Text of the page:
Analysts forecast up to 1,500 job losses as Reuters launches group restructuring

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The Independent Online

Reuters, the global financial information and transactions group, yesterday launched its most extensive restructuring in more than a decade, a move expected to result in about 500 redundancies.

The shake-up was announced just weeks before Tom Glocer replaces Peter Job as chief executive at the end of July. Rob Rawley, the current head of the company's media armReutersSpace, is leaving.

Philip Green, who heads Reuters information and trading solutions operation, will become its first chief operating officer, while Geoff Weetman, director of human resources, will also join the board. Jean-Claude Marchand, the group marketing director and board member, will also retire.

Asked about the job losses, a Reuters spokesman said: "We have said on a number of occasions that as part of the business transformation programme to reposition the company on an internet-based model, staff numbers will be impacted." The job losses will be concentrated in the group's upper management.

Analysts believe that the new operating structure, under which Reuters will be organised across customer segments, could raise redun- dancies above 1,500.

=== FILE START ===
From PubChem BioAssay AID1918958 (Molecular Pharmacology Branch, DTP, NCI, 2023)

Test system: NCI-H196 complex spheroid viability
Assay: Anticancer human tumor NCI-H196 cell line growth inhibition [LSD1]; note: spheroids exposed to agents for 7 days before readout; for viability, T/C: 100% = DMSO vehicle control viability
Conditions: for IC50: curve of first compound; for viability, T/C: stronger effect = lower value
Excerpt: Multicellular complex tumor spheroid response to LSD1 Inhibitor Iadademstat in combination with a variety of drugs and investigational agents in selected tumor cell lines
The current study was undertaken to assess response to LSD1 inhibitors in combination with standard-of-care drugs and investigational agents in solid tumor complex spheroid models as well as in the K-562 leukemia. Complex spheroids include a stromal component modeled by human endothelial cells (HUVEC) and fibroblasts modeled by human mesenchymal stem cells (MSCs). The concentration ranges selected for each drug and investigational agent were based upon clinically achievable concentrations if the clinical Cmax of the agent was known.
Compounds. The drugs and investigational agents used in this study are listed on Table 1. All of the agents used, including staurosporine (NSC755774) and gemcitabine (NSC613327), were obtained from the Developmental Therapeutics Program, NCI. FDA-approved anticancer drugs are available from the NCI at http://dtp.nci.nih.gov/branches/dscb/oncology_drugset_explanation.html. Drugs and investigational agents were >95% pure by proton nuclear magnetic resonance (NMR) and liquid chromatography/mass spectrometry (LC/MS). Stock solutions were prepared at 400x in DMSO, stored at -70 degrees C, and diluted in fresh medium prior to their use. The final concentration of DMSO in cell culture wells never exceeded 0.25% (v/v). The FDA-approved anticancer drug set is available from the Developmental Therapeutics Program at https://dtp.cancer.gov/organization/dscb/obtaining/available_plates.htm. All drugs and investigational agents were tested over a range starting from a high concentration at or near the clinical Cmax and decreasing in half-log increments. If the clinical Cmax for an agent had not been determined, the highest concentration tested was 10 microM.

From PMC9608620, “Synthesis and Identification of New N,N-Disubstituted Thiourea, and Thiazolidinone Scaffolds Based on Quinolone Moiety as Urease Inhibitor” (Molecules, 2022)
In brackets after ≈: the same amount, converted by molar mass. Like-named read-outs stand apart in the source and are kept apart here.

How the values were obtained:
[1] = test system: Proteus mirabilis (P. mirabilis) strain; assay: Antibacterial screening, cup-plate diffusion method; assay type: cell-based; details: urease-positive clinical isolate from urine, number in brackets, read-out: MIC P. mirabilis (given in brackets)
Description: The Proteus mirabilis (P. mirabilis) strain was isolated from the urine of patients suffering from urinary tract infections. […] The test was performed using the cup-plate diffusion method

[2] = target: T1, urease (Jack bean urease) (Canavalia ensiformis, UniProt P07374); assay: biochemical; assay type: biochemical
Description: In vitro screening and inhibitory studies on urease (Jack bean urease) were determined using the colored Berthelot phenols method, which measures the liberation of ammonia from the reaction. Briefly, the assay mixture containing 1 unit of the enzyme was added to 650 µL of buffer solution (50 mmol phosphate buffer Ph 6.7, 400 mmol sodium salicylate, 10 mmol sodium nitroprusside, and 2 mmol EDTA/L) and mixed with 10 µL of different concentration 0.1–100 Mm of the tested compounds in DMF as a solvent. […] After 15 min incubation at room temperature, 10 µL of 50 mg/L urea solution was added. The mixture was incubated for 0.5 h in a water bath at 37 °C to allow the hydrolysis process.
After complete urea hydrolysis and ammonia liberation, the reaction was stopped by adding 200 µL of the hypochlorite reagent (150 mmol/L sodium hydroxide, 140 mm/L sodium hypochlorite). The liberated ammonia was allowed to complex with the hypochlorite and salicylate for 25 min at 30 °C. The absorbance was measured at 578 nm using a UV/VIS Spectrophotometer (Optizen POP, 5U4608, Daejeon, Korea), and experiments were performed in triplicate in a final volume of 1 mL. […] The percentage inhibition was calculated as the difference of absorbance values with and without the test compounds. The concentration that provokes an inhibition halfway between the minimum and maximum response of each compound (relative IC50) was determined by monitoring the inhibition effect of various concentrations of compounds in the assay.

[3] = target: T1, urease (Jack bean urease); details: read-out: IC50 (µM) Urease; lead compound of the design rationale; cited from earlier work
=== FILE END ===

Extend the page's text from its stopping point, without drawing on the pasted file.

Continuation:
Reuters is to scrap its three main, product-based, operating divisions: information, trading solutions and ReuterSpace. It will reorganise itself to focus on customer businesses, including investment banking and brokerage, treasury, asset management and media.

The restructuring is to be completed before 2002. Earlier this year the group trimmed 50 positions. Reuters is worked at cutting costs by £150m per year by 2003. The steamlining came midway through a £500m four-year programme to transform business practices using internet technologies.

A City analyst, commenting on the changes, said: "I think Tom Glocer is showing that he is willing to be aggressive where necessary to ensure cost savings come through. It comes as no great surprise as these sort of management changes were expected."

In April, Reuters said it expected growth in the current quarter to slow from the first quarter. Its shares fell 22p to 998p.

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